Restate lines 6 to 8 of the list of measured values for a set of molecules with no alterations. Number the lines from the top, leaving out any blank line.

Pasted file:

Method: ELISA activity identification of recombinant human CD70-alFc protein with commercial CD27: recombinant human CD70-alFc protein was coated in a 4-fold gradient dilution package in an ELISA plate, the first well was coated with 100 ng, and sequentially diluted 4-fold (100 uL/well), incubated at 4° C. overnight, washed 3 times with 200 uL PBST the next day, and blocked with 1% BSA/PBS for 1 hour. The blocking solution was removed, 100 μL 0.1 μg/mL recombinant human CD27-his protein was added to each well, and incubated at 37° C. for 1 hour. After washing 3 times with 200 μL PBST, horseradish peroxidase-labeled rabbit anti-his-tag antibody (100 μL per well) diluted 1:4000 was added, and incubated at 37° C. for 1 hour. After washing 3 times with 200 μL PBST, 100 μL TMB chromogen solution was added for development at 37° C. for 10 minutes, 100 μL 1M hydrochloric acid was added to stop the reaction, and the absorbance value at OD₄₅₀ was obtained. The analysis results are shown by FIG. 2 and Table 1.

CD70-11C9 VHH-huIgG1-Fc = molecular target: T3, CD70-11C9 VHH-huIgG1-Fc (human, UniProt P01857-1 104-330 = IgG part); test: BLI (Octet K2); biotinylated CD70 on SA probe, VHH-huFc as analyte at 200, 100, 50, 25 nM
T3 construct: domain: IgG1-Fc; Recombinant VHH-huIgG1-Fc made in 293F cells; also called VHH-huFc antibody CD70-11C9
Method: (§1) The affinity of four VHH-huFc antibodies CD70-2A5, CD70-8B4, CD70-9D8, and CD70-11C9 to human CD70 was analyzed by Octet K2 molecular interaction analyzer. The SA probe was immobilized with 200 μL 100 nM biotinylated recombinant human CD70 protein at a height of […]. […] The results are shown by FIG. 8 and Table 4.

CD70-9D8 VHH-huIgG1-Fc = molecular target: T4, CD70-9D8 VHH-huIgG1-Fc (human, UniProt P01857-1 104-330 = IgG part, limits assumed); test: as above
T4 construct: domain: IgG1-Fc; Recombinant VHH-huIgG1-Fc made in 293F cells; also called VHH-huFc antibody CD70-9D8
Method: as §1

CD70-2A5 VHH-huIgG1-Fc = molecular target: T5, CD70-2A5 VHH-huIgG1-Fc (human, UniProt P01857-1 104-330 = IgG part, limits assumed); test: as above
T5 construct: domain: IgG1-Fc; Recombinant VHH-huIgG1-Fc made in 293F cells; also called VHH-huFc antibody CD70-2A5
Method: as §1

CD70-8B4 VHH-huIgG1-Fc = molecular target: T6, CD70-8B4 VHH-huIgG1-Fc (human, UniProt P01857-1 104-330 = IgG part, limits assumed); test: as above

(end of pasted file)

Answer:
T4 construct: domain: IgG1-Fc; Recombinant VHH-huIgG1-Fc made in 293F cells; also called VHH-huFc antibody CD70-9D8
Method: as §1

CD70-2A5 VHH-huIgG1-Fc = molecular target: T5, CD70-2A5 VHH-huIgG1-Fc (human, UniProt P01857-1 104-330 = IgG part, limits assumed); test: as above